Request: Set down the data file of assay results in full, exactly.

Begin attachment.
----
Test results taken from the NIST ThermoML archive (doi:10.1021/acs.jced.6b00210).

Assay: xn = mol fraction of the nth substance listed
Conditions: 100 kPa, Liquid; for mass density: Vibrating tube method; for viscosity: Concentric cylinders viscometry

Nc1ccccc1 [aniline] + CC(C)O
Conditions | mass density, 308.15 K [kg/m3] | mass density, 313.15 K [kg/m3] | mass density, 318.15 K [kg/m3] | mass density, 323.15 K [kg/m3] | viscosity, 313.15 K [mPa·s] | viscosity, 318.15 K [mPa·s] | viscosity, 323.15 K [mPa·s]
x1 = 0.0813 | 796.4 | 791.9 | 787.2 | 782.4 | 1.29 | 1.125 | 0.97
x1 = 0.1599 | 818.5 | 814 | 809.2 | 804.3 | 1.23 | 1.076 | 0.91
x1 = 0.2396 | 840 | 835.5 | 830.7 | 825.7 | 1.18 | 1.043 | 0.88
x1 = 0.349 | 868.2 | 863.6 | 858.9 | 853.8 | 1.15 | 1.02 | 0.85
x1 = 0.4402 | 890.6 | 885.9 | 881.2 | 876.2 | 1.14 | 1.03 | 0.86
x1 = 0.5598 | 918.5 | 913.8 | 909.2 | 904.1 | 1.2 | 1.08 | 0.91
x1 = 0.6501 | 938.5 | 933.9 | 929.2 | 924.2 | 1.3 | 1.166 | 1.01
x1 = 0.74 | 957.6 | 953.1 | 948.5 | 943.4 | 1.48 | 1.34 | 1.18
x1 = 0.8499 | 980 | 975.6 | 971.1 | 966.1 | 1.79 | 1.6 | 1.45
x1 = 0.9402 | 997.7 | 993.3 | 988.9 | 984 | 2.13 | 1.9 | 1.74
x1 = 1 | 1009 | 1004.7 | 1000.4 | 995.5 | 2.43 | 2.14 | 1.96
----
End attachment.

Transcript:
Test results taken from the NIST ThermoML archive (doi:10.1021/acs.jced.6b00210).

Assay: xn = mol fraction of the nth substance listed
Conditions: 100 kPa, Liquid; for mass density: Vibrating tube method; for viscosity: Concentric cylinders viscometry

Nc1ccccc1 [aniline] + CC(C)O
Conditions | mass density, 308.15 K [kg/m3] | mass density, 313.15 K [kg/m3] | mass density, 318.15 K [kg/m3] | mass density, 323.15 K [kg/m3] | viscosity, 313.15 K [mPa·s] | viscosity, 318.15 K [mPa·s] | viscosity, 323.15 K [mPa·s]
x1 = 0.0813 | 796.4 | 791.9 | 787.2 | 782.4 | 1.29 | 1.125 | 0.97
x1 = 0.1599 | 818.5 | 814 | 809.2 | 804.3 | 1.23 | 1.076 | 0.91
x1 = 0.2396 | 840 | 835.5 | 830.7 | 825.7 | 1.18 | 1.043 | 0.88
x1 = 0.349 | 868.2 | 863.6 | 858.9 | 853.8 | 1.15 | 1.02 | 0.85
x1 = 0.4402 | 890.6 | 885.9 | 881.2 | 876.2 | 1.14 | 1.03 | 0.86
x1 = 0.5598 | 918.5 | 913.8 | 909.2 | 904.1 | 1.2 | 1.08 | 0.91
x1 = 0.6501 | 938.5 | 933.9 | 929.2 | 924.2 | 1.3 | 1.166 | 1.01
x1 = 0.74 | 957.6 | 953.1 | 948.5 | 943.4 | 1.48 | 1.34 | 1.18
x1 = 0.8499 | 980 | 975.6 | 971.1 | 966.1 | 1.79 | 1.6 | 1.45
x1 = 0.9402 | 997.7 | 993.3 | 988.9 | 984 | 2.13 | 1.9 | 1.74
x1 = 1 | 1009 | 1004.7 | 1000.4 | 995.5 | 2.43 | 2.14 | 1.96